It doesn’t take much to dress up a creamy cheesecake — try this New York-Style Cheesecake Recipe with fresh blueberries, strawberries or a pie filling with your favorite fruit.
New York-Style Cheesecake RecipePrep Time: 25 minutes
Cook Time: 90 minutes
2 cups vanilla wafer crumbs (56 to 60 wafers)
2 egg whites, lightly beaten
5 packages (8 ounces each) cream cheese, room temperature
1 3/4 cups sugar
3 tablespoons all-purpose flour
2 teaspoons freshly grated lemon peel
2 teaspoons vanilla
5 eggs, room temperature
2 egg yolks, room temperature
1/4 cup whipping cream
Heat oven to 300°F.
In medium bowl, combine vanilla wafer crumbs and egg whites until evenly moistened. Press evenly and firmly against bottom and 1 1/2 to 2 1/2 inches up sides of greased 9-inch springform pan. Refrigerate.
In mixer bowl, combine cream cheese, sugar, flour, lemon peel and vanilla. Beat on low speed until blended. Beat on high speed until fluffy. Add eggs and egg yolks, 1 at a time, beating well after each addition. Add cream and beat until blended. Pour into chilled crust.
Bake in center of oven for about 1 1/2 hours, or until wooden pick inserted midway between center and edge of cake comes out clean. Center will still be soft, but will firm up as cheesecake cools.
Remove from oven and carefully loosen edge of cake from pan with metal spatula or thin knife. Cool completely in pan on wire rack. Refrigerate, loosely covered, until firm, at least 8 hours or overnight. Yields 12 to 16 servings.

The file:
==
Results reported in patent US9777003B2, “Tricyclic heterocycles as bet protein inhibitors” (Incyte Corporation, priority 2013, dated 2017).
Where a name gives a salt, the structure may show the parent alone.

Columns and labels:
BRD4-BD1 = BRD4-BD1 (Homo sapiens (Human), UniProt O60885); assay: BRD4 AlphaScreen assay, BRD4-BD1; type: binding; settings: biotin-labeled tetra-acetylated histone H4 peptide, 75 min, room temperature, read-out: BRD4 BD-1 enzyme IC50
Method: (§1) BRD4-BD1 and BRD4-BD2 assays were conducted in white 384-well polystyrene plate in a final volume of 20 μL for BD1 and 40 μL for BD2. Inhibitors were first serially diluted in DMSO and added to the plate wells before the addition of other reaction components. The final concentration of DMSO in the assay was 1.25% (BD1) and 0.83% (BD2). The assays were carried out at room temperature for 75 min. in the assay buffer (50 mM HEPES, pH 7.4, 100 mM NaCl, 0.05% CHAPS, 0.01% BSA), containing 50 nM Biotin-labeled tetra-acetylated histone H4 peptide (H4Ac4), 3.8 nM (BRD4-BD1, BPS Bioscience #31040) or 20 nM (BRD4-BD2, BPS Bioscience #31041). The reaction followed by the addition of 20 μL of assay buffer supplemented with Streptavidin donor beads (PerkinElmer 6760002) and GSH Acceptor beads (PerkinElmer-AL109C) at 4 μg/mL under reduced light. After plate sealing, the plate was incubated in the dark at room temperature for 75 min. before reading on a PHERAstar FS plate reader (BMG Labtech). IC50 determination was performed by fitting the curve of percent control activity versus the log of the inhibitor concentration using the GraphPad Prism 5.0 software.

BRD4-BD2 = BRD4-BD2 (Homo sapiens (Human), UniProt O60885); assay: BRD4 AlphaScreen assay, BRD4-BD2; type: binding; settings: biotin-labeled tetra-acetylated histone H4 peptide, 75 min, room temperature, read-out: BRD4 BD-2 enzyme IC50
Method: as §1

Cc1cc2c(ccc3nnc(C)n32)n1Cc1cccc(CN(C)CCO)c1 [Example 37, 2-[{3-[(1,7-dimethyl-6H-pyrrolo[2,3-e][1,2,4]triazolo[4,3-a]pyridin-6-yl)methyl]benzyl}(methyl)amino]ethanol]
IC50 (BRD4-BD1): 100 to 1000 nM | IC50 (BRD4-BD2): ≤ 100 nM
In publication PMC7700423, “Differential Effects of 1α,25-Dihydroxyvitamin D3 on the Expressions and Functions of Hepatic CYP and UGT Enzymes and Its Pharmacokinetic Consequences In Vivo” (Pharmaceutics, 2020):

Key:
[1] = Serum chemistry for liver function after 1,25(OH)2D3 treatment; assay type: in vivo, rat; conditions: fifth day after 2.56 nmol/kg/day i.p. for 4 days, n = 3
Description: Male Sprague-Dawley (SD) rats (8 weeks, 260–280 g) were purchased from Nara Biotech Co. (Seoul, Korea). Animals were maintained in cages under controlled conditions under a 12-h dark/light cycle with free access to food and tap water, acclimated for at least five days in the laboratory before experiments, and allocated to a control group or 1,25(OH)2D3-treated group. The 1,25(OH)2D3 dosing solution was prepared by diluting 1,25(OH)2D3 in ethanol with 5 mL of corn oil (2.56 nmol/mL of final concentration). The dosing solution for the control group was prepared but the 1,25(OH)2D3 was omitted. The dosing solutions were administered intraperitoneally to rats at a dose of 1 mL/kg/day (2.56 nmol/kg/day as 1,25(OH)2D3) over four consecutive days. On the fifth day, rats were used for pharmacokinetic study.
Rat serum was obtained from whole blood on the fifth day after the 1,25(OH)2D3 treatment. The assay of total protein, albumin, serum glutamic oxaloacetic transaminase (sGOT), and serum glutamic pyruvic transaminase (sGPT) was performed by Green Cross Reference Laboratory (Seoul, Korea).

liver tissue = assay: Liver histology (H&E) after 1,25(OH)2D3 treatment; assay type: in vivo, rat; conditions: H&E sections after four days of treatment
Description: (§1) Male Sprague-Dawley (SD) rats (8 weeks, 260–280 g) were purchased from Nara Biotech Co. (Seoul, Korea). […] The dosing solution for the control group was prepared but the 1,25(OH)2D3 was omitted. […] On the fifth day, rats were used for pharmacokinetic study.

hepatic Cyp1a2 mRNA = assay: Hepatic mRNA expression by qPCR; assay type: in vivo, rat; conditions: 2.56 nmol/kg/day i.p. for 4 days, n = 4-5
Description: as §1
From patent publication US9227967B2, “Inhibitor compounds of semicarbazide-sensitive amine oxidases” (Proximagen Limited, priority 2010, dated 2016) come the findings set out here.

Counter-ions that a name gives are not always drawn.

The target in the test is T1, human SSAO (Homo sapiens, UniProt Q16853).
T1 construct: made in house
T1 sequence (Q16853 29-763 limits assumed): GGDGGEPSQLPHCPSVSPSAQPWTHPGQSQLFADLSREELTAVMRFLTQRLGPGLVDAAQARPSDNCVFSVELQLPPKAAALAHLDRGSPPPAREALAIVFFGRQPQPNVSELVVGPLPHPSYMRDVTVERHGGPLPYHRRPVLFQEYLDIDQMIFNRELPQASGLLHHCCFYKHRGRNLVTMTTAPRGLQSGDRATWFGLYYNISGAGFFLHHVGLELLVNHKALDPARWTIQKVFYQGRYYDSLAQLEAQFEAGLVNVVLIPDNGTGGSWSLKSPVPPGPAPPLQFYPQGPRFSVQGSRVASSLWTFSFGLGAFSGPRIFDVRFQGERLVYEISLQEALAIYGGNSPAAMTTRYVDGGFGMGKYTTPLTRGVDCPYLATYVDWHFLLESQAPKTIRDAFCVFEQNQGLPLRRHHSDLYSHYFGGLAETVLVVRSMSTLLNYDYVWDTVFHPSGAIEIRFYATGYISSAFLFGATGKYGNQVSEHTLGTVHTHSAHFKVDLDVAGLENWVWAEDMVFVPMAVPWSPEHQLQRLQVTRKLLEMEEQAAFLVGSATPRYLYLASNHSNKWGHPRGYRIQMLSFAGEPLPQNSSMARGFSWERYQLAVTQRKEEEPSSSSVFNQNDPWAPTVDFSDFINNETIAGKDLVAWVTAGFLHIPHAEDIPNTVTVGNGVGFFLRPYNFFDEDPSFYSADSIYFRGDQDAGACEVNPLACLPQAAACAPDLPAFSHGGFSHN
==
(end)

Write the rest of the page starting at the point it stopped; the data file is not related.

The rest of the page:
Remove side of springform pan before serving. Top with fresh raspberries and kiwi slices or with prepared fruit pie filling, such as cherry or blueberry.
Crust can be made with graham cracker crumbs.
Vanilla wafer crumbs:
Process wafers in blender or food processor, or place in plastic bag, seal bag and crush with rolling pin or flat side of meat pounder.
Room temperature cheese:
To avoid lumps in the batter, take cream cheese out of refrigerator ahead of time, allowing it time to come to room temperature. In a pinch, you can soften it in the microwave for a few seconds, but don't overheat.
Room temperature eggs:
Using eggs that aren't refrigerator-cold prevents the fat in the cream cheese from re-hardening and making the batter look curdled or lumpy.
For a smooth, uniform batter, scrape down the sides of the bowl and the beaters frequently with a rubber scraper.
When is it done? Like other baked custards, cheesecake should be removed from the oven before the center is completely set. The center will jiggle slightly when pan is gently shaken. Cheesecake will continue to "cook" after it's removed, and center will firm up as it cools. Overbaked cheesecake will crack.
Carefully loosen the sides when cake first comes out of oven. The cake will shrink away from the pan as it cools. Cracks are less likely to form if cake is not stuck to sides of pan.
For easier slicing, use a thin-bladed knife. Wipe knife with clean damp towel or rinse knife under warm water after each cut.
Refrigerate any leftover cheesecake promptly.